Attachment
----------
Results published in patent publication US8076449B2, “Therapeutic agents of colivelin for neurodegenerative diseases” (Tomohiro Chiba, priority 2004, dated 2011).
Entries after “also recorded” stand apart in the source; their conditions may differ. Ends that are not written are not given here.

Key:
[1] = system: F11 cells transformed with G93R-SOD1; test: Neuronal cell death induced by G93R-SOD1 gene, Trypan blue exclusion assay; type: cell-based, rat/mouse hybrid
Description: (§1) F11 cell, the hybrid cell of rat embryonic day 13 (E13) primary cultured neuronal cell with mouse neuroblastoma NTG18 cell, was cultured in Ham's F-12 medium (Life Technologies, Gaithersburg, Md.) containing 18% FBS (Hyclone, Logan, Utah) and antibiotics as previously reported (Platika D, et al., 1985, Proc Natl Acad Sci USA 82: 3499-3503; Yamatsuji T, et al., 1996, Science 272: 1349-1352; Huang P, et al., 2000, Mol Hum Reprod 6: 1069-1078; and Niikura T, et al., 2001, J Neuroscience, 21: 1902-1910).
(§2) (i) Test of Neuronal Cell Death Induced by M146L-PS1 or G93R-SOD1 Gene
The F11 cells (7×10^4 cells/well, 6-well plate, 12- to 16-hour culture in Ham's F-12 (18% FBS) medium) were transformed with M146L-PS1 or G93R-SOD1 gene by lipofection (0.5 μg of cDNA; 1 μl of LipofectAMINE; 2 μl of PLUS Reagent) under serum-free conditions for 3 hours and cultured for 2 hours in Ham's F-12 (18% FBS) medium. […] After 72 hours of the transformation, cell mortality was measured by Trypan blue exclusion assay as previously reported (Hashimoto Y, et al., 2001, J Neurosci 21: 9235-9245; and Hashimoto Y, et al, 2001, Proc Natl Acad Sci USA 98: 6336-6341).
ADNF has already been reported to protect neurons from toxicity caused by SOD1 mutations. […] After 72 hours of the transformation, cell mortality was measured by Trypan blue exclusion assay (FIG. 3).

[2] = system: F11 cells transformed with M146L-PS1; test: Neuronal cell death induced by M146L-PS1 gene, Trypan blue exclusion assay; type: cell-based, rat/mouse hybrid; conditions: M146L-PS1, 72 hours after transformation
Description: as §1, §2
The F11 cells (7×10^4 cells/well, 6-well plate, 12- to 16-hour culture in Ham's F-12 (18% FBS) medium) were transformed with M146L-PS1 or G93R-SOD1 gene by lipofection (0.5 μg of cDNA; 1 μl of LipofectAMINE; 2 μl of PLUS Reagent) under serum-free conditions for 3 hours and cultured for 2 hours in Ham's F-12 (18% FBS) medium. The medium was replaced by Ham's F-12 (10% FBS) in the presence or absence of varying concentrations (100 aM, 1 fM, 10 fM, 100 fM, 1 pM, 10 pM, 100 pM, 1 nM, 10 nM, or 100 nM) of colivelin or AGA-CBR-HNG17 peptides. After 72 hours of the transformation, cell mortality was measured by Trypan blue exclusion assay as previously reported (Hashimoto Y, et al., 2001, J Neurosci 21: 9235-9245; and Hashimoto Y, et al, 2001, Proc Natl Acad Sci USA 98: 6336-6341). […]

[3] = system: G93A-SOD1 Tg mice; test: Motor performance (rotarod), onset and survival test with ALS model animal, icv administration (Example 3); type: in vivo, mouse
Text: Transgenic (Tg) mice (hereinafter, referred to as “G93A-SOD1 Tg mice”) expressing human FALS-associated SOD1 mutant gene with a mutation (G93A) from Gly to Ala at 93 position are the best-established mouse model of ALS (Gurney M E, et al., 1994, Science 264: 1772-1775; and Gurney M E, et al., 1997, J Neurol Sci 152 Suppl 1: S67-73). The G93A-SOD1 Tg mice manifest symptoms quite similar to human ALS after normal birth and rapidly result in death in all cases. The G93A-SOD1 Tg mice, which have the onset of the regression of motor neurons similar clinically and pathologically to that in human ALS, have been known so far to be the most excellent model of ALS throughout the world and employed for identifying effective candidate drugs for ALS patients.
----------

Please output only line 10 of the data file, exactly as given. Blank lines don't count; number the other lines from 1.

Description: as §1, §2